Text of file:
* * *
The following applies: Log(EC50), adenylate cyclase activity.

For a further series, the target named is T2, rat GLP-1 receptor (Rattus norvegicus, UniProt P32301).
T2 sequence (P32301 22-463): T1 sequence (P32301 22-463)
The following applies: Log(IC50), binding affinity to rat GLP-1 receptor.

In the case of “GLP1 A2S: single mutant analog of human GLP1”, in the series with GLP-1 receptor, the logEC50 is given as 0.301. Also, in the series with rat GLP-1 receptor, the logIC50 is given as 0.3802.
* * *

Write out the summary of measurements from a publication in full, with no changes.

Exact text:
The following applies: Log(EC50), adenylate cyclase activity.

For a further series, the target named is T2, rat GLP-1 receptor (Rattus norvegicus, UniProt P32301).
T2 sequence (P32301 22-463): T1 sequence (P32301 22-463)
The following applies: Log(IC50), binding affinity to rat GLP-1 receptor.

In the case of “GLP1 A2S: single mutant analog of human GLP1”, in the series with GLP-1 receptor, the logEC50 is given as 0.301. Also, in the series with rat GLP-1 receptor, the logIC50 is given as 0.3802.